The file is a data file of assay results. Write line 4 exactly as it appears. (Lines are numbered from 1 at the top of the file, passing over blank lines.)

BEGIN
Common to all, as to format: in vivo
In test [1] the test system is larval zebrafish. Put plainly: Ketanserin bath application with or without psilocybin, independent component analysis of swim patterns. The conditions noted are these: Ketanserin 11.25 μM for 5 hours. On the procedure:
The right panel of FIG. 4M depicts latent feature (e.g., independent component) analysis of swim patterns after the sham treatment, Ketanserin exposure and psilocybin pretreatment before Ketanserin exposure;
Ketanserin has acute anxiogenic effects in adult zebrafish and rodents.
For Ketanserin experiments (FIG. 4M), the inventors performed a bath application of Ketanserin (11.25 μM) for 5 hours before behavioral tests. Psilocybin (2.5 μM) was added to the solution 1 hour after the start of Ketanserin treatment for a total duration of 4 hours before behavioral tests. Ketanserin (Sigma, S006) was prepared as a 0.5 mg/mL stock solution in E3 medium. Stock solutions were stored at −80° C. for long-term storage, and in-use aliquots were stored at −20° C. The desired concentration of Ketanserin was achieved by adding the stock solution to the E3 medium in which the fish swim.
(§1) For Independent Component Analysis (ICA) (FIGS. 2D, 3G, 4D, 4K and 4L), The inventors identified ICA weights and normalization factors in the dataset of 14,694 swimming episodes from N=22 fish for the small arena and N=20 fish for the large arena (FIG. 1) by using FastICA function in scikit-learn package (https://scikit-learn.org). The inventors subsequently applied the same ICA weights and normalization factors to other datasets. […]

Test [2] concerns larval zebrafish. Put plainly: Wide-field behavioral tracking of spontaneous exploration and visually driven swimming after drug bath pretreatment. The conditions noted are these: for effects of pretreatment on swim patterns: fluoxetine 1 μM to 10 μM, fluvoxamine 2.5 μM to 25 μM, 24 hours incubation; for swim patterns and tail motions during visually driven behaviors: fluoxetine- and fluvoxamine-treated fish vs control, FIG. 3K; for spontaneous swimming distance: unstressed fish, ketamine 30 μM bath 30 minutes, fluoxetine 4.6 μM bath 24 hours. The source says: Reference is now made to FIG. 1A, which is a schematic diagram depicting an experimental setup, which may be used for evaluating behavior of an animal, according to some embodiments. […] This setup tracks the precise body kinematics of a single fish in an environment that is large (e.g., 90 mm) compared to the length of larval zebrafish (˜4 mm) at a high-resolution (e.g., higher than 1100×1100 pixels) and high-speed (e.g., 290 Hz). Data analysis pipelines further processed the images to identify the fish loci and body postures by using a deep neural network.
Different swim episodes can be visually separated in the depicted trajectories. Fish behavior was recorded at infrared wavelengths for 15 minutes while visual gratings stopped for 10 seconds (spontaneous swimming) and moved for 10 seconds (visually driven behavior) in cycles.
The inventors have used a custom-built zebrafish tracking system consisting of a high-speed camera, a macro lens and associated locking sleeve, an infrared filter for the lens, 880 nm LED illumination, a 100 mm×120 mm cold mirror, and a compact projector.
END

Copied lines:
Ketanserin has acute anxiogenic effects in adult zebrafish and rodents.